Taxi drivers to strike in Hitchin from 5pm tonight

Muktar Thind and owners and drivers of North Herts Taxis

Muktar Thind and owners and drivers of North Herts Taxis - Credit: Archant

Taxi customers in Hitchin are being warned of a second mini-cab strike from 5pm to 10pm today following Saturday evening’s walkout which involved more than 50 owner drivers in town.

The dispute centres on North Herts District Council’s decision to reduce the drivers’ flag rate from £3.40 over the first 0.7 miles of a fare to £3, which will come into force on December 1.

Taxi driver Shamriz Khan, who helped lead Saturday’s strike and is supporting today’s action, told the Comet: “No more than eight drivers out of 50 or 60 turned up for work in Hitchin on Saturday night – which is testament to the fact the council has simply not listened to a word taxi drivers have said to them.

“We also know around eight to 10 drivers in Letchworth also didn’t go to work, and we have plans to spread it throughout other towns in the area if the council continue not to listen to us.

“I’ve been driving taxis for 14 years and have never had a customer complain the tariff was too high. Owner drivers are losing 25p to 30p per fare. It’s unacceptable – anyone who has had two wage cuts in two years would feel this way. We’re all family people but we are far worse off now than we were five years ago in terms of drivers pay.

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“The message we are trying to send the council is we don’t want an increase in fares, but we don’t want a reduction either – we just want them to leave it as it is.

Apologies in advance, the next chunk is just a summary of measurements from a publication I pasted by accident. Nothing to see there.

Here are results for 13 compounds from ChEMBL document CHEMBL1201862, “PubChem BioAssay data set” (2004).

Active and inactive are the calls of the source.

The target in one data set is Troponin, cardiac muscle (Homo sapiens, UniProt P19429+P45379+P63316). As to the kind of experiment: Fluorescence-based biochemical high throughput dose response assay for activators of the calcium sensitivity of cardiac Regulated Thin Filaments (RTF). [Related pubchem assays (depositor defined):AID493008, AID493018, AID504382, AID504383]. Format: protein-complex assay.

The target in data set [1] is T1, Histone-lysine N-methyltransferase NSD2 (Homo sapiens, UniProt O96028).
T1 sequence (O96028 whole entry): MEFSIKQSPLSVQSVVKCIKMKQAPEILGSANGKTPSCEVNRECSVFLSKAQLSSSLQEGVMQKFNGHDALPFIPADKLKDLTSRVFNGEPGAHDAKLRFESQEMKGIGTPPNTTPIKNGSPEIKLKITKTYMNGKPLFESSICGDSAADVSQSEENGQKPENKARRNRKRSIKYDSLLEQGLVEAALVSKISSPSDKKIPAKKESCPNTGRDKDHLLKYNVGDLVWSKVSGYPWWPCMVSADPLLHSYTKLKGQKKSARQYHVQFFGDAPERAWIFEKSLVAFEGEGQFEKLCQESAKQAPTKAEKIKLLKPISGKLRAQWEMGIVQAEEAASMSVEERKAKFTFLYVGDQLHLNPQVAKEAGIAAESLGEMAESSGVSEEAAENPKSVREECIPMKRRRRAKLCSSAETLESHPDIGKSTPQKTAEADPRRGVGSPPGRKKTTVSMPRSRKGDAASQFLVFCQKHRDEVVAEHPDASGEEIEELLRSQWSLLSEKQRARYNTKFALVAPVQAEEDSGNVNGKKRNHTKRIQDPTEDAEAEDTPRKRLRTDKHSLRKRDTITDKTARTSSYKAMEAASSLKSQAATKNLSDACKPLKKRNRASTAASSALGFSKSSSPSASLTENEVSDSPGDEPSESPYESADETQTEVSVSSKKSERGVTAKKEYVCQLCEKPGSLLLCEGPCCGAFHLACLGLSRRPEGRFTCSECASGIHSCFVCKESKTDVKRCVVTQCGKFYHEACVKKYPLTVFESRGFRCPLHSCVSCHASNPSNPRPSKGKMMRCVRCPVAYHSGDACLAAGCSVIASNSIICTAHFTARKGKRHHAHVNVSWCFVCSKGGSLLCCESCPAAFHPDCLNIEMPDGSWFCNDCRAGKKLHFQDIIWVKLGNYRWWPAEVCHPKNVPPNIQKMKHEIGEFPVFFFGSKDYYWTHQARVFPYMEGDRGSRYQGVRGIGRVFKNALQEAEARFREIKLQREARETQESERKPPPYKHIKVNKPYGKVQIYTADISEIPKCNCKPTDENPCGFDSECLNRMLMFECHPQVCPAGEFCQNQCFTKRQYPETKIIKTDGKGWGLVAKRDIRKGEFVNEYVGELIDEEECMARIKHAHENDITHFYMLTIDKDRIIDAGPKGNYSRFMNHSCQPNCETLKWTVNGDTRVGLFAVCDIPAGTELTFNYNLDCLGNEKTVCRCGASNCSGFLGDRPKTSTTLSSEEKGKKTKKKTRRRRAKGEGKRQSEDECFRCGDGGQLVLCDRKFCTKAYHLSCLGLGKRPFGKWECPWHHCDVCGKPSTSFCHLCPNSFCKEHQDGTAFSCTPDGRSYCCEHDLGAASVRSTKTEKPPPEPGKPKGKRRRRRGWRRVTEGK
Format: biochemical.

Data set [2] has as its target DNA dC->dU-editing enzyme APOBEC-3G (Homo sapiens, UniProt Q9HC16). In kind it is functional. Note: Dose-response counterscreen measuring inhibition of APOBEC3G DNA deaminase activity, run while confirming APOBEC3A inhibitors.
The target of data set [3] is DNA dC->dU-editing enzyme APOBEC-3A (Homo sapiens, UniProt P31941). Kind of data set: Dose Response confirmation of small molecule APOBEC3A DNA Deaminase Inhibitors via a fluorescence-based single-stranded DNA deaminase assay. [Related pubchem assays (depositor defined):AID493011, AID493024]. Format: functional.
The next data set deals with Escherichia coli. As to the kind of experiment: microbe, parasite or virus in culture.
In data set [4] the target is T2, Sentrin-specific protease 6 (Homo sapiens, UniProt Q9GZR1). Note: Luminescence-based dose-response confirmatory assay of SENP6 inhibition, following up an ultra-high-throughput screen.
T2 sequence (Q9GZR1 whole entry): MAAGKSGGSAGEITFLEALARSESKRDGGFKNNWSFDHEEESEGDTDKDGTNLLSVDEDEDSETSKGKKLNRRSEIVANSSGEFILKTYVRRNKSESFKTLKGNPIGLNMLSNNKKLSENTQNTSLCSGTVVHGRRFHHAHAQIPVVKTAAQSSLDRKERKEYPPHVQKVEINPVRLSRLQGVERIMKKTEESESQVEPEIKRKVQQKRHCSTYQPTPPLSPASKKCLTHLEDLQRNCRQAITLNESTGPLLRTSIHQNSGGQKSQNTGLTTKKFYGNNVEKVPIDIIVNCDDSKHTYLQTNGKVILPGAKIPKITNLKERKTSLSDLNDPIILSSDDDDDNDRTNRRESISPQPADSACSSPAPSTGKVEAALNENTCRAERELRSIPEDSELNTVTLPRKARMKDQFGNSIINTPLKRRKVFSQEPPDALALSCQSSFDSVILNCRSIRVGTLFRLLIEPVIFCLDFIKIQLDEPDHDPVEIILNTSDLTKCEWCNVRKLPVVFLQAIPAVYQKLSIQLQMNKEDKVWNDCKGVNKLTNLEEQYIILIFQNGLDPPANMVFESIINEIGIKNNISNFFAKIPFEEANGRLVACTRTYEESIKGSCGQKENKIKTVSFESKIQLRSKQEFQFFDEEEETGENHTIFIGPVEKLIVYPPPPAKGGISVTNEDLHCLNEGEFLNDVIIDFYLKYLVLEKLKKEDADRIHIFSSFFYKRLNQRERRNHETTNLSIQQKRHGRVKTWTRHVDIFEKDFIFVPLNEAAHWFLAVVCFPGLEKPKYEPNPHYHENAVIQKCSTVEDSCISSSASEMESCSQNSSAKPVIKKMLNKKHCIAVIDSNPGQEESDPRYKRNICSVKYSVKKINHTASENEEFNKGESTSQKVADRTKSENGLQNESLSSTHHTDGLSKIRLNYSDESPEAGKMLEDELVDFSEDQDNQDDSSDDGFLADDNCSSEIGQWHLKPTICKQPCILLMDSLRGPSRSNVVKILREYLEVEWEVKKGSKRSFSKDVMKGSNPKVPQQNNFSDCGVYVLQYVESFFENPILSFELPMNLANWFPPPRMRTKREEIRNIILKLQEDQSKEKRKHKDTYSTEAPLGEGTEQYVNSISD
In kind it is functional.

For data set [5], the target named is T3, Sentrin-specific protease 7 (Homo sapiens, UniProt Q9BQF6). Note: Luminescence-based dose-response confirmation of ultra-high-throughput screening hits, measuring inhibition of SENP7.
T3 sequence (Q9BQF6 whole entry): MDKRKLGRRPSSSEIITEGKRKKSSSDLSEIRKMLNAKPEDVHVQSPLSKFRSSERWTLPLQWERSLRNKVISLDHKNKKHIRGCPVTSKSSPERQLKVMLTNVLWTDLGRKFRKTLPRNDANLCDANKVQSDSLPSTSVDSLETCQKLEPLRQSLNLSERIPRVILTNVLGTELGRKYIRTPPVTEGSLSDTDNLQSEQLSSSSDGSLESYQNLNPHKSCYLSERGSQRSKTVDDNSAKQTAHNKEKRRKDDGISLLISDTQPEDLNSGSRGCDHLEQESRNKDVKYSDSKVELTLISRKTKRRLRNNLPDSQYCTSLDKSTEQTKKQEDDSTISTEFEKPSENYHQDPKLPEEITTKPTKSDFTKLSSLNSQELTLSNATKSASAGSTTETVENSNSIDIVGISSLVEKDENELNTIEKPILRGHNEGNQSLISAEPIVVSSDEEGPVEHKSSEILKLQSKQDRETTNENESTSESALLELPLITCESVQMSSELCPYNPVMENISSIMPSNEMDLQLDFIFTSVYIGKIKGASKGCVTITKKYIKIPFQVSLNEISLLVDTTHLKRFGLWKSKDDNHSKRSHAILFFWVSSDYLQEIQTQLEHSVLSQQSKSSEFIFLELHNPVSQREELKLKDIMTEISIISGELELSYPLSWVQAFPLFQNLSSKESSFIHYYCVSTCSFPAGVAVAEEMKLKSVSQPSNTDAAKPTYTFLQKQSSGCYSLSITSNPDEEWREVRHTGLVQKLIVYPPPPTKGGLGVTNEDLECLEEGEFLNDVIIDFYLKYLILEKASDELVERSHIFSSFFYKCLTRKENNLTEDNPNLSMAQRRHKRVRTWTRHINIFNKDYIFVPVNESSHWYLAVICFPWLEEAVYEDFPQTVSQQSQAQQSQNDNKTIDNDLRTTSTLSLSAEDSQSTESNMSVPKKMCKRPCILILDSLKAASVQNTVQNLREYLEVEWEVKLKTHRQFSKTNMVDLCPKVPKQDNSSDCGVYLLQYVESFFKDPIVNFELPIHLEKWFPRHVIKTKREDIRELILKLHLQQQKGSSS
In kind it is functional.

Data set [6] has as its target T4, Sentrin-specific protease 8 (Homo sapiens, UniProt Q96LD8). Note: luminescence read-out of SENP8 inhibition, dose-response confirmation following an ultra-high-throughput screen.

“We don’t want to inconvenience the public but the council isn’t listening to us. We are printing 1,000 leaflets to give to as many commuters as possible on Thursday to tell them of our plans. Many of our customers have already asked us how they can support us. None of us want to take strike action as we lose a day’s pay – but the council are acting like a dictatorship in pushing through these plans without consulting us.”

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Councillor Bernard Lovewell, responsible for Housing and Environmental Health said: ‘We remain committed to working with the local taxi trade, however we also have to take into account the needs of their customers. The decision to reduce the current taxi fares from 1 December 2014 to bring them more in line with national and regional averages, was based on balancing the need for a viable local taxi service against ensuring taxis remain affordable for all sections of the community, particularly the elderly and vulnerable.”

Muktar Thind, manager of Boxhall Taxis who helped hand out leaflets to commuters at Hitchin Railway Station said: “We need to make the public aware of what we are doing, We don’t want to inconvenience anyone but we need to let the public know about the cut in wages taxi drivers face.

Roger Lafferty of Castles Taxi in Hitchin said: “The council never listen to us, they are destroying the taxi industry in Hitchin. I feel sorry for the independent drivers here because the council is asking them to take a pay cut – didn’t some people at NHDC receive an 18 per cent pay rise last year? “So how can they then tell taxi drivers to take a pay cut? I broadly supported the strike and I made sure none of my drivers picked up from cab ranks.

“I don’t think the council fully appreciate the service we provide in the community, as we help a lot of people on unsocial shifts get to work including nurses and carers. The council are crucifying the taxi trade in Hitchin.”

Hitchin commuter Stewart Scott from The Ridgeway told the Comet: “As someone who commutes to London every day, and as someone who occasionally has after-work drinks and gets later trains back to Hitchin I do use taxis to get home from the station. I say good luck to the strikers as no-one wants their wages cut do they?”

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